Mercy for Daysby Bret Mavrich
My first cell group was a doozie. Bran and I were young, and we helping to lead a cell church. The point of a cell church is that people can meet in small groups in homes or dorms or wherever they want since it’s a church model that emphasizes relationship and connection over buildings and programs. And while there are drawbacks to everything— decentralized models can feel like you’re everywhere and yet nowhere—Bran and I first learned the power of mercy.
Our vision was just to see if we could make friends with unlikely people, people who wouldn’t normally show up in church. We decided to spend time at a local diner that was open all night, a place that (in a college town), was rife with precisely the kinds of people we had in mind. After all, the kinds of people who hang out in a diner until 3AM on Sunday morning generally are not the same people that show up at church by 10AM. It just doesn’t happen.
Before we knew it, our cell group was blowing up. We had drug users, a wiccan, homosexuals, and a guy who had a large, ugly tattoo of his “personal demon” on his left arm. It was totally wild.
The most surprising thing to us was that it really worked! The mercy of God was drawing a crowd. It was like we were sitting in on one of those scandalous gatherings in the Gospels, watching Jesus touch the lives of the outcasts and broken, the “tax collectors and sinners.”
I wish I could say that everyone who came to the group fell headlong into salvation and grace, but it didn’t really happen that way. The cell group was ultimately short lived, and the season shifted. And ultimately, mercy can be messy: the wild mercy of Jesus just gets on everyone, but there are no guarantees how people will respond.
Mercy is messy, which is probably why the critics come out when the mercy gets wild. Most of us are uncomfortable with situations where the outcomes are not predictable or controlled. But Jesus never apologizes for his wild mercy. He doesn’t back down, and he’s patently insensitive to those who resist mercy. He says to the critics and the control-freaks,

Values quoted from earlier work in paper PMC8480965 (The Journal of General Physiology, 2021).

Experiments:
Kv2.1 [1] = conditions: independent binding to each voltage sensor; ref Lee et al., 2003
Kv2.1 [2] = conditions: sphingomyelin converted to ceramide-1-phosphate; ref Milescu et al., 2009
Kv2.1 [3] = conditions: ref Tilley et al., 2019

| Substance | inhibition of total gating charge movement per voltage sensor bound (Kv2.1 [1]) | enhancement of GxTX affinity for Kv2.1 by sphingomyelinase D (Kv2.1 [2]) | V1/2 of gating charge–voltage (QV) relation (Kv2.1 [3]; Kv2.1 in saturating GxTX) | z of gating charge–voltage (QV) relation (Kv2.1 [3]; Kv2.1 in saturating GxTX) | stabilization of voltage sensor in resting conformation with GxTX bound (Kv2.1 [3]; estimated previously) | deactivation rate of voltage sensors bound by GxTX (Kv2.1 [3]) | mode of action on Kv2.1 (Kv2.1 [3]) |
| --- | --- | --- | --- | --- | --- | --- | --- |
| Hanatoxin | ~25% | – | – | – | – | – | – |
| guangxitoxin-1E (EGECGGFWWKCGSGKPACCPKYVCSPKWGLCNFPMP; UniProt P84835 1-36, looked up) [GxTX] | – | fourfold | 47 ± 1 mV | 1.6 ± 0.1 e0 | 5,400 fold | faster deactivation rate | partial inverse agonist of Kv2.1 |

“Go and learn what it means that God wants mercy instead of sacrifice.”
The word sacrifice is shorthand for the legal process of atoning for sin, and finding forgiveness through the proper channels. At some point the religious leaders who were supposed to be zealous for healing people with the love of God became zealous instead for the systems: go here at this time, do that in such-and-such a way, fill out this form and go to the back of that line, wait until your name is called.
So we can imagine how shocking it was to hear Jesus say, “You guys have got it all backwards; the main point of it all isn’t in the paperwork, but it’s in the healing that comes to people’s lives! That is what my Father is most interested in!”
Of course this message scandalized the religious leaders in Jesus’ day, but it might sound scandalous to some of us, too. After all, without the systems and the process, how are we supposed to make sure that someone doesn’t get in that isn’t supposed to, or that we don’t accidentally endorse someone’s poor choices? Where are the standards?